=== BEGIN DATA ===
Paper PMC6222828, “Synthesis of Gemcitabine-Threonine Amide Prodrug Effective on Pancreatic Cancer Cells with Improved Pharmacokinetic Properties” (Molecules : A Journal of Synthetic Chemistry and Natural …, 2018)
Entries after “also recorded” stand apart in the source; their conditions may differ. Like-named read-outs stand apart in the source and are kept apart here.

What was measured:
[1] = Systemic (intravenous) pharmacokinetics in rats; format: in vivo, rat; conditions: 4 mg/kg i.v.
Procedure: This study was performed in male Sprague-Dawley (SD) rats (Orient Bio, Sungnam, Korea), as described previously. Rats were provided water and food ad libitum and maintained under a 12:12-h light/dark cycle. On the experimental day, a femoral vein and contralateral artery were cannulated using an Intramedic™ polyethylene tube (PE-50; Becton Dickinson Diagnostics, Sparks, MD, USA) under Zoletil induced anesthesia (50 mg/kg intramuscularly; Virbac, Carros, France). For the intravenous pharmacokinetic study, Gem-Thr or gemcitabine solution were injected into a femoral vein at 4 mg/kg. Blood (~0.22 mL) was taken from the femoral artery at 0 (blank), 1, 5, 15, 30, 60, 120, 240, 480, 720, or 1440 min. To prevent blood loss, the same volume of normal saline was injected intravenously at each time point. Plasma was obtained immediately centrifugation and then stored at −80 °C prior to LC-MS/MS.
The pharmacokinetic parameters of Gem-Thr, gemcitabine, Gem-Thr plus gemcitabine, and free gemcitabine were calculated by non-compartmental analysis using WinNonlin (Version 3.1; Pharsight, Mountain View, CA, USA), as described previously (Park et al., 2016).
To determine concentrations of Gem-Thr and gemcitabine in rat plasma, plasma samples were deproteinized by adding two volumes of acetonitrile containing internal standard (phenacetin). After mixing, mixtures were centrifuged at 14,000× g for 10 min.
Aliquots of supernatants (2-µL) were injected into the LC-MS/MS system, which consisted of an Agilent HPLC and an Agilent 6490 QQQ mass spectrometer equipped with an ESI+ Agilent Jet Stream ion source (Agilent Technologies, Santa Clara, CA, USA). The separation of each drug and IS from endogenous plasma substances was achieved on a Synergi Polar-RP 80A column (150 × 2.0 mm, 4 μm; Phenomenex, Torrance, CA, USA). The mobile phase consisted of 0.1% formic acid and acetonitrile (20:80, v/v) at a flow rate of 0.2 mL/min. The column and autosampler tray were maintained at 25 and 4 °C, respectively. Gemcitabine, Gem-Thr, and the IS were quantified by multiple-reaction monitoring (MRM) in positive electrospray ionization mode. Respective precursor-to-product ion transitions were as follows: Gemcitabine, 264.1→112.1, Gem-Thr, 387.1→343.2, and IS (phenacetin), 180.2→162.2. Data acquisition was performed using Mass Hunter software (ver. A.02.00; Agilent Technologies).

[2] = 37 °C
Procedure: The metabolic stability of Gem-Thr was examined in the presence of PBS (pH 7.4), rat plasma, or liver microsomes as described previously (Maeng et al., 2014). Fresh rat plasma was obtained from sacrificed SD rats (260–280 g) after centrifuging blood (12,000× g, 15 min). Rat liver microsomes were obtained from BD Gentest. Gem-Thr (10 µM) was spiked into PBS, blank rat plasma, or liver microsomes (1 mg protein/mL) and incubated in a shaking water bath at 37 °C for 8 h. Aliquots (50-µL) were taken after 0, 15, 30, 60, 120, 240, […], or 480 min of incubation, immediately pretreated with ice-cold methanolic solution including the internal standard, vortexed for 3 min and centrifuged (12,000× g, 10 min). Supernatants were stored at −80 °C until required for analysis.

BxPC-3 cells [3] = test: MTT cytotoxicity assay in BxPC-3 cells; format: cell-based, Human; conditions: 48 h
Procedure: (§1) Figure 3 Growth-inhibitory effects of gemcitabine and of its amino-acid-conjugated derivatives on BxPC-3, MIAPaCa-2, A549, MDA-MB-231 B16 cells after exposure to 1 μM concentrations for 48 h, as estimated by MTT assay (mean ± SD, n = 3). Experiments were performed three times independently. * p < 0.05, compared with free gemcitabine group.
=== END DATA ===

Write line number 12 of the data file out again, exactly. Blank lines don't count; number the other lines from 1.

Procedure: (§1) Figure 3 Growth-inhibitory effects of gemcitabine and of its amino-acid-conjugated derivatives on BxPC-3, MIAPaCa-2, A549, MDA-MB-231 B16 cells after exposure to 1 μM concentrations for 48 h, as estimated by MTT assay (mean ± SD, n = 3). Experiments were performed three times independently. * p < 0.05, compared with free gemcitabine group.